We have all heard the stories or maybe even been in a situation ourselves where someone has had way too much to drink and ends up hurt because of it. Most often, these stories in the media focus on the drunk person causing harm to others.
But what about when the tables are turned, and the drunk person is the one who gets hurt? Surely they must be at fault, right?
Well, not necessarily. Though you may have more difficulty winning your case if you were intoxicated at the time of your injury, it is still possible to seek compensation from the responsible party. Read on to learn more about how getting drunk may affect your personal injury lawsuit.
What if I Was Partially at Fault for My Injury?
In many states, you may still recover damages if you were partially at fault for your injury. This is known as comparative or contributory negligence.
- Comparative negligence allows plaintiffs to recover damages even if they are partially at fault, as long as their fault is not greater than the defendant’s.
- Contributory negligence, however, completely bars plaintiffs from recovering damages if they are even partially at fault.
So, what does this mean for you if you were drunk when you got hurt? If the state you live in follows comparative negligence rules, being intoxicated at the time of your injury will likely not bar you from recovering damages.
However, the amount of damages you can recover may be reduced by your percentage of fault. For example, if you are considered 20% at fault for your injuries and the total damages awarded are $100,000, you would only be able to recover $80,000.
If you live in a state that follows contributory negligence rules, being even 1% at fault for your injury may prevent you from recovering any damages.
Hartford, Connecticut, uses a modified form of comparative negligence. This means that the plaintiff can only recover damages if he or she is 50% or less at fault for the accident. Talk to a Hartford personal injury attorney to learn more about Hartford’s specific rules.
What If the Defendant Was Also Drunk?
In some states, if the defendant was intoxicated during the accident, this may be used as evidence of their negligence. This is known as “negligence per se.” If a law was violated and someone was injured. As a result, the violator may be held automatically liable for any damages.
Let’s say a drunk driver hits you. In most states, driving while drunk is against the law. So, if the driver was intoxicated at the time of the accident, they may be held liable for your injuries automatically, regardless of whether they were negligent in any other way.
However, not all states follow this rule. In some states, the fact that the defendant was drunk at the time of the accident is not enough to prove their negligence.
The plaintiff will still need to show that the defendant was negligent in some other way, such as by running a red light or speeding.
Of course, even if the state you live in does not follow the negligence per se rule, being intoxicated at the time of the accident can still be used as evidence of negligence.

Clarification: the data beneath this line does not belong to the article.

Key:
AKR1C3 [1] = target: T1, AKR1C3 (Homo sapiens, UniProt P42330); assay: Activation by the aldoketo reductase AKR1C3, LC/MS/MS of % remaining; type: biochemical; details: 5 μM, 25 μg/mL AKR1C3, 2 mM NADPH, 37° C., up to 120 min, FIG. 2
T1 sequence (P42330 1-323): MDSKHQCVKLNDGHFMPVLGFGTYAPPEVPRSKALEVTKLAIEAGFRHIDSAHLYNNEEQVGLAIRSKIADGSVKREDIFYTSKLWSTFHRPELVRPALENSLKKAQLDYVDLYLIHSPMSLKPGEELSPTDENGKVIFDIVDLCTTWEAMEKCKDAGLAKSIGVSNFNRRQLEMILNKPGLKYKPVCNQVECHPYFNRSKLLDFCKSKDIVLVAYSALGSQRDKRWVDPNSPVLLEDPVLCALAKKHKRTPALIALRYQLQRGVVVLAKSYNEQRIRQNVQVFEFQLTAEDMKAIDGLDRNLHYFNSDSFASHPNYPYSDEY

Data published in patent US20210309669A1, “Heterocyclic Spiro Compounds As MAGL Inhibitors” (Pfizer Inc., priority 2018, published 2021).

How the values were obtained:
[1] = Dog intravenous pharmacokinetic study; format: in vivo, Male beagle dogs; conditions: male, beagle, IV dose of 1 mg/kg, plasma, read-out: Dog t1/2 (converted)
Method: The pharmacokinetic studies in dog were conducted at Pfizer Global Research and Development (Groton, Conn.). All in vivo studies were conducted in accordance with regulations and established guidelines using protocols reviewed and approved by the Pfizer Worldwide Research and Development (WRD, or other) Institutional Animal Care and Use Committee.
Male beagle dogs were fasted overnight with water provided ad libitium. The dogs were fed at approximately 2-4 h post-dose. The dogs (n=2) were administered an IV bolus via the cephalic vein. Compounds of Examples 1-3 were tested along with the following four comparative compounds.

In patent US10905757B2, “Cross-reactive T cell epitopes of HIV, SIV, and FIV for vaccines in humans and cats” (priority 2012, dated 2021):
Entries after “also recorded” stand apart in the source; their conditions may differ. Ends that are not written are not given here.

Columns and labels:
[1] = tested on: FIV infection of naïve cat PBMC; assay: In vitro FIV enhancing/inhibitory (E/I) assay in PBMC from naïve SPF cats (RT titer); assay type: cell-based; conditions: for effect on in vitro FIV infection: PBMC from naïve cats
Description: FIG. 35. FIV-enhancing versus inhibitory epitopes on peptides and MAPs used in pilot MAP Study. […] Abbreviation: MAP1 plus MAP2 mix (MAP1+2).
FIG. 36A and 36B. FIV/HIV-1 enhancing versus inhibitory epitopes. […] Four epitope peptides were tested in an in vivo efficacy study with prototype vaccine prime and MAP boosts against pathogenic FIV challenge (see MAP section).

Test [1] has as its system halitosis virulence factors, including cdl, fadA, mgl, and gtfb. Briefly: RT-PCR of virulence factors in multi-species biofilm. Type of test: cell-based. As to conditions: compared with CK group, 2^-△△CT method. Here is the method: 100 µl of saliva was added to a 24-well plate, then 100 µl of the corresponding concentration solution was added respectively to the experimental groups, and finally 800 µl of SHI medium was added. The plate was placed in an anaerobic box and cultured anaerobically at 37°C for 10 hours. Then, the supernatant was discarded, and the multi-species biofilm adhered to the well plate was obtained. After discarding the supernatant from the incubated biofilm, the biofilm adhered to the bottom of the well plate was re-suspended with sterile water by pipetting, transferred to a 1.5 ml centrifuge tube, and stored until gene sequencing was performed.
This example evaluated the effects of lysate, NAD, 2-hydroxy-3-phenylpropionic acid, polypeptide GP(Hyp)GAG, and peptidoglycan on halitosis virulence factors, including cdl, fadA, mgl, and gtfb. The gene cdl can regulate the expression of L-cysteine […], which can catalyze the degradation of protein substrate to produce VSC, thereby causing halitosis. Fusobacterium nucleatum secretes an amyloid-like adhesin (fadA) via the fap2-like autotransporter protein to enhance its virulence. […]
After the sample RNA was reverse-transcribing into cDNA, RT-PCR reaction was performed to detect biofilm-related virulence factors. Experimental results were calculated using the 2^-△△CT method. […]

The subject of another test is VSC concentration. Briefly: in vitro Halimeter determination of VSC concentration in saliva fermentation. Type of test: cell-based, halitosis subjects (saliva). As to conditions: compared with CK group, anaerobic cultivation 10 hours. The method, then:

If the defendant was drunk and caused an accident, this may be used to show they were reckless or careless and ultimately responsible for her injuries. It is advised that you speak with a personal injury lawyer to learn more about how the law in Hartford may affect your case.
What if My Injury Was Caused by a Drunk Person Who is Not the Defendant?
If your injury was caused by a drunk person who is not the defendant in your case, you might still be able to recover damages from the defendant. This is because of something called vicarious liability. Vicarious liability essentially holds one person responsible for the actions of another.
For example, let’s say you are injured in a car accident caused by a drunk driver. The driver was arrested and charged with DUI. However, you decide to file a personal injury lawsuit, with the help of a car accident lawyer, against the driver’s employer.
This might be possible if the driver was working during the accident. In this case, the employer may be held vicariously liable for the driver’s actions.
Note that vicarious liability does not always apply in drunk driving accidents. In most cases, it will only apply if the driver was working at the time of the accident. For example, if the driver was off duty and driving their car, vicarious liability would not typically apply.
There are some exceptions to this rule. For example, in some states, vicarious liability may apply if the driver was driving a company car or if they were on a company-sponsored trip.
If you were injured in a drunk driving accident, speak with an experienced Hartford personal injury attorney to find out if vicarious liability applies in your case.
Get in Touch with a Hartford Personal Injury Attorney
It is never fun getting hurt, but it may be even worse if you were drunk at the time. If you plan on filing a personal injury lawsuit, remember that being intoxicated during your accident could affect the outcome.
The jury may not be as sympathetic to your plight if they believe you were partially responsible for what happened. So, if you’ve been injured and have had anything to drink, it’s best to seek counsel from a qualified lawyer before proceeding with any legal action.
An attorney can help you understand your rights and options. They can also help you gather evidence and build a strong case. Avoid giving a statement to the other driver’s insurance company. Call Jonathan Perkins Injury Lawyers today for a free consultation.